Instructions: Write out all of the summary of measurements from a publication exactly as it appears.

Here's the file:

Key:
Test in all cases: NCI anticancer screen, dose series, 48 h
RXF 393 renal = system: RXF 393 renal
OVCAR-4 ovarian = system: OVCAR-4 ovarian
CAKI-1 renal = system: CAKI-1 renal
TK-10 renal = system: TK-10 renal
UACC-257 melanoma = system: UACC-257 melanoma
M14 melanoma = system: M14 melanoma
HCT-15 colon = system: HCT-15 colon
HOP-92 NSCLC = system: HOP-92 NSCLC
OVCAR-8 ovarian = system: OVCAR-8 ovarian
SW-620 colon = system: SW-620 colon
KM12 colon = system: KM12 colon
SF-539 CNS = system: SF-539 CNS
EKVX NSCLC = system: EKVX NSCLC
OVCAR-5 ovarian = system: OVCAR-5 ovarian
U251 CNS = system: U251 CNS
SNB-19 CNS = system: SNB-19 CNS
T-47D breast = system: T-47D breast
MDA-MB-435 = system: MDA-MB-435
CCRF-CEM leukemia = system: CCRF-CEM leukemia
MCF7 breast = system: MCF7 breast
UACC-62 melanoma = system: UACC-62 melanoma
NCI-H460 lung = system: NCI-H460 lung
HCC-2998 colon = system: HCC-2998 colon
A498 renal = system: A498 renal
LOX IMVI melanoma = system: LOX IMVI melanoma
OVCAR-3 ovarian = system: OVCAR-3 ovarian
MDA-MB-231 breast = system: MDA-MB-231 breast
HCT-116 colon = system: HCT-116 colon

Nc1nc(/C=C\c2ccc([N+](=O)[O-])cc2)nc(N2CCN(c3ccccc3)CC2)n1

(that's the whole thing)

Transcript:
Key:
Test in all cases: NCI anticancer screen, dose series, 48 h
RXF 393 renal = system: RXF 393 renal
OVCAR-4 ovarian = system: OVCAR-4 ovarian
CAKI-1 renal = system: CAKI-1 renal
TK-10 renal = system: TK-10 renal
UACC-257 melanoma = system: UACC-257 melanoma
M14 melanoma = system: M14 melanoma
HCT-15 colon = system: HCT-15 colon
HOP-92 NSCLC = system: HOP-92 NSCLC
OVCAR-8 ovarian = system: OVCAR-8 ovarian
SW-620 colon = system: SW-620 colon
KM12 colon = system: KM12 colon
SF-539 CNS = system: SF-539 CNS
EKVX NSCLC = system: EKVX NSCLC
OVCAR-5 ovarian = system: OVCAR-5 ovarian
U251 CNS = system: U251 CNS
SNB-19 CNS = system: SNB-19 CNS
T-47D breast = system: T-47D breast
MDA-MB-435 = system: MDA-MB-435
CCRF-CEM leukemia = system: CCRF-CEM leukemia
MCF7 breast = system: MCF7 breast
UACC-62 melanoma = system: UACC-62 melanoma
NCI-H460 lung = system: NCI-H460 lung
HCC-2998 colon = system: HCC-2998 colon
A498 renal = system: A498 renal
LOX IMVI melanoma = system: LOX IMVI melanoma
OVCAR-3 ovarian = system: OVCAR-3 ovarian
MDA-MB-231 breast = system: MDA-MB-231 breast
HCT-116 colon = system: HCT-116 colon

Nc1nc(/C=C\c2ccc([N+](=O)[O-])cc2)nc(N2CCN(c3ccccc3)CC2)n1